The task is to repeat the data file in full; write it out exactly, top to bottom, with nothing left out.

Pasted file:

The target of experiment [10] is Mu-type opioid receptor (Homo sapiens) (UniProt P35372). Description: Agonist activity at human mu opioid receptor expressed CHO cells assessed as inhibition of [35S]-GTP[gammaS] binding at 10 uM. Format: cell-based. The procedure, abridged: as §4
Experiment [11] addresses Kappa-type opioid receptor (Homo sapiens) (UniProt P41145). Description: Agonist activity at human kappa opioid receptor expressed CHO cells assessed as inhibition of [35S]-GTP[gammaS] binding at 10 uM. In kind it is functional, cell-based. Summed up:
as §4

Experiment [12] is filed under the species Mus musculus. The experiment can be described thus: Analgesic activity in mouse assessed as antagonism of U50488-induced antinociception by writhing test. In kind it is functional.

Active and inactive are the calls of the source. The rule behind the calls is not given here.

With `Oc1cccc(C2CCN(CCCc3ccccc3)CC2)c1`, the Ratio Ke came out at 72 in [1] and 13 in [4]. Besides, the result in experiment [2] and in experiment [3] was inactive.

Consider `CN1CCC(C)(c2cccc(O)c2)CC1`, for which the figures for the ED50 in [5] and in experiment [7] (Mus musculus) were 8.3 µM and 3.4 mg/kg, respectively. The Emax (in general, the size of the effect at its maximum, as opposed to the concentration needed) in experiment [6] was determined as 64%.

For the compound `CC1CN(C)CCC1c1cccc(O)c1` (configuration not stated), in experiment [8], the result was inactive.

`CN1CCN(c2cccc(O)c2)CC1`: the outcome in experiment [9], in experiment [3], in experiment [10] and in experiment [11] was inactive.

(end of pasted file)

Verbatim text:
The target of experiment [10] is Mu-type opioid receptor (Homo sapiens) (UniProt P35372). Description: Agonist activity at human mu opioid receptor expressed CHO cells assessed as inhibition of [35S]-GTP[gammaS] binding at 10 uM. Format: cell-based. The procedure, abridged: as §4
Experiment [11] addresses Kappa-type opioid receptor (Homo sapiens) (UniProt P41145). Description: Agonist activity at human kappa opioid receptor expressed CHO cells assessed as inhibition of [35S]-GTP[gammaS] binding at 10 uM. In kind it is functional, cell-based. Summed up:
as §4

Experiment [12] is filed under the species Mus musculus. The experiment can be described thus: Analgesic activity in mouse assessed as antagonism of U50488-induced antinociception by writhing test. In kind it is functional.

Active and inactive are the calls of the source. The rule behind the calls is not given here.

With `Oc1cccc(C2CCN(CCCc3ccccc3)CC2)c1`, the Ratio Ke came out at 72 in [1] and 13 in [4]. Besides, the result in experiment [2] and in experiment [3] was inactive.

Consider `CN1CCC(C)(c2cccc(O)c2)CC1`, for which the figures for the ED50 in [5] and in experiment [7] (Mus musculus) were 8.3 µM and 3.4 mg/kg, respectively. The Emax (in general, the size of the effect at its maximum, as opposed to the concentration needed) in experiment [6] was determined as 64%.

For the compound `CC1CN(C)CCC1c1cccc(O)c1` (configuration not stated), in experiment [8], the result was inactive.

`CN1CCN(c2cccc(O)c2)CC1`: the outcome in experiment [9], in experiment [3], in experiment [10] and in experiment [11] was inactive.